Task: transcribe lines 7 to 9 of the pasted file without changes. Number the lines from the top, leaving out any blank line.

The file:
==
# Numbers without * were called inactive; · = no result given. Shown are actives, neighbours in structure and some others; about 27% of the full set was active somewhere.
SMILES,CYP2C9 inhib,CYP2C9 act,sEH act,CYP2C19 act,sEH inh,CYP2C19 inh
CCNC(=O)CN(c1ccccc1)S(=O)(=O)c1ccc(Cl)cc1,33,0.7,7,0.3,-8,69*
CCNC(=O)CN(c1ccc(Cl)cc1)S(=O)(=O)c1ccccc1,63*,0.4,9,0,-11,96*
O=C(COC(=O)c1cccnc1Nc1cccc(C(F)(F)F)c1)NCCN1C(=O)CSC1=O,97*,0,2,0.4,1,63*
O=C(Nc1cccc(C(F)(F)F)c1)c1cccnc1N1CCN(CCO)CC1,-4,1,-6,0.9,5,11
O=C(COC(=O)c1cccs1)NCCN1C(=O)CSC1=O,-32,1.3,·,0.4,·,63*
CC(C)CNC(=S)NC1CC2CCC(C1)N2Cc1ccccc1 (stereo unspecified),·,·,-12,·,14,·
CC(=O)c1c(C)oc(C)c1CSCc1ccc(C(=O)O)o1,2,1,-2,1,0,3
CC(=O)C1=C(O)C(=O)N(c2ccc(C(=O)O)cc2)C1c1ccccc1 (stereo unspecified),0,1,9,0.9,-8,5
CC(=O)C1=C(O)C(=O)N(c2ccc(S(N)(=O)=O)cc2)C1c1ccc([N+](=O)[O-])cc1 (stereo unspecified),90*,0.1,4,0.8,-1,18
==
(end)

O=C(COC(=O)c1cccs1)NCCN1C(=O)CSC1=O,-32,1.3,·,0.4,·,63*
CC(C)CNC(=S)NC1CC2CCC(C1)N2Cc1ccccc1 (stereo unspecified),·,·,-12,·,14,·
CC(=O)c1c(C)oc(C)c1CSCc1ccc(C(=O)O)o1,2,1,-2,1,0,3